In early March of 1997, my English 102 junior college professor assigned everyone in the class a poem that we had to interpret, give a presentation based on our interpretation and finally submit a short overview of our interpretation.  I was assigned “Ode to a Nightingale” by the poet John Keats (1795-1821).  What started out as an impossible task of interpreting Keats turned into one of the best papers I wrote in college.

I was a terrible writer all the way through high school and it carried over into junior college.  I went to junior college in the beginning of my undergraduate studies because I was immature, a terrible student, too poor to afford traditional college and not sure what I wanted to go to school for.  At 21, I was just starting my march toward my degree when many of my high school classmates were preparing to march for graduation.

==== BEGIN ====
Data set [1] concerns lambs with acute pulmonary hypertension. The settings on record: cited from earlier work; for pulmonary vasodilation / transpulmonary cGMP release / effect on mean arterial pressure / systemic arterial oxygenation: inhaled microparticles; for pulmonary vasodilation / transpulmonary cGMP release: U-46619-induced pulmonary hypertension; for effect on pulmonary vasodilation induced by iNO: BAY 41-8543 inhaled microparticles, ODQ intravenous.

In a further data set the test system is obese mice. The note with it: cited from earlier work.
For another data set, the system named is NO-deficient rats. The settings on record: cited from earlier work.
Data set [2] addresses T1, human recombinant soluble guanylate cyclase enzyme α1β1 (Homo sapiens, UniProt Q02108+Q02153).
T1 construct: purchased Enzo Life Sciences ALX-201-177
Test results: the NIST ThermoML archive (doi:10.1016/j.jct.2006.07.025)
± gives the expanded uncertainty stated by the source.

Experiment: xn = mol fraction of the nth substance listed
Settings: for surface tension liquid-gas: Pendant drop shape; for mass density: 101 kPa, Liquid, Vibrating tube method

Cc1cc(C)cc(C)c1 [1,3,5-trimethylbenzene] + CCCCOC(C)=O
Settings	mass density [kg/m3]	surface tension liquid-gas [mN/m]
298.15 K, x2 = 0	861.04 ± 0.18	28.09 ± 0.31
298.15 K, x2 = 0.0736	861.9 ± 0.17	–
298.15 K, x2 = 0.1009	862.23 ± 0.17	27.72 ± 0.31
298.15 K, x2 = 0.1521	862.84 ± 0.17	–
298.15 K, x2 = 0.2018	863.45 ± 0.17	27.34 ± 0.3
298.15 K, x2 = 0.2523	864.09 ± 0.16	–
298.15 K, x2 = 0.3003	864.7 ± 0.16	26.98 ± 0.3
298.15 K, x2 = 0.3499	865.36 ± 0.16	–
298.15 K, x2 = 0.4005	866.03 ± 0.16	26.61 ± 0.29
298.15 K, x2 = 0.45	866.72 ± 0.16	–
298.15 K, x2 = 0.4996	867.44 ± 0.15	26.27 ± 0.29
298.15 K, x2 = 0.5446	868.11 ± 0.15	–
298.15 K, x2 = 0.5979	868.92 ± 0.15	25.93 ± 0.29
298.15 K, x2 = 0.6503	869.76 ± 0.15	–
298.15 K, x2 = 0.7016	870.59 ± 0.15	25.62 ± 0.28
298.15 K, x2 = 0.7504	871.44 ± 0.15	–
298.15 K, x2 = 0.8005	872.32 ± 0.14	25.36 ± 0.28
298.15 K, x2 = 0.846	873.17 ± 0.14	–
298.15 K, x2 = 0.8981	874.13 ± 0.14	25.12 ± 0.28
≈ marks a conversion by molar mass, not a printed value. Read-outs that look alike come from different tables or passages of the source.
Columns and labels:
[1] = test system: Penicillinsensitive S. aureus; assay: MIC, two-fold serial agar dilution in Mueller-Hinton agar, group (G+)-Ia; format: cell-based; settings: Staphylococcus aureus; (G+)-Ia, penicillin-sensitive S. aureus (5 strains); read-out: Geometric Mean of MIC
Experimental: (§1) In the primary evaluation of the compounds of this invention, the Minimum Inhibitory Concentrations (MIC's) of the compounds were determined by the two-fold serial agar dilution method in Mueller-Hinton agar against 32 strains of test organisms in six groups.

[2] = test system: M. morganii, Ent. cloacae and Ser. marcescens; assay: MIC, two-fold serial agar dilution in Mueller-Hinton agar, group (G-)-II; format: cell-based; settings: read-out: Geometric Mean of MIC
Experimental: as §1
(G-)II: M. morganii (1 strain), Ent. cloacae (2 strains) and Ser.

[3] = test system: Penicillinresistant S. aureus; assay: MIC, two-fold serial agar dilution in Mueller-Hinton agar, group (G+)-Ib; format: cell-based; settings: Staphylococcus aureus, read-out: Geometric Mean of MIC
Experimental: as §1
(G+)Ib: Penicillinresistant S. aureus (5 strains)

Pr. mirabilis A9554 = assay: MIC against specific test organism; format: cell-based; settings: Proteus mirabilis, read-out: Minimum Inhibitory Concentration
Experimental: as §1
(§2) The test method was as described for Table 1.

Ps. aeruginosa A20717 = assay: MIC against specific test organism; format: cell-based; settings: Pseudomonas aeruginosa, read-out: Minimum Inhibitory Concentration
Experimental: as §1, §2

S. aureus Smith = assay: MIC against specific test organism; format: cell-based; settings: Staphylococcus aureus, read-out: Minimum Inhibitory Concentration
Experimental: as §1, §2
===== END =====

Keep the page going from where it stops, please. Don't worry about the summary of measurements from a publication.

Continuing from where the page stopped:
When receiving the news on drawing one of Keats’ famous odes, I quickly informed my professor that I needed another poem to work with since I did not understand much of the language that Keats used.  She informed me that I could not change the poem I was assigned and that she believed I could complete the assignment with good results.

The presentations were to take place later on in March so I started reading interpretations from professional writers on the subject of Keats.  They did not resonate with me and I thought they all sounded the same.  It seemed like nobody knew how to truly interpret Keats’ ode to a bird he witnessed in a tree, and I was about to be dumb enough to use their reviews as my own.

When it became my turn to give my presentation on Keats, the results were the worst I ever experienced as a student.  My professor actually left the room during my time at the podium.  When everyone noticed she left, my one classmate told me I could stop now in the nicest way possible without embarrassing me any further.  Ten days away from submitting the written part of this assignment and I had zero hope of turning in any credible work.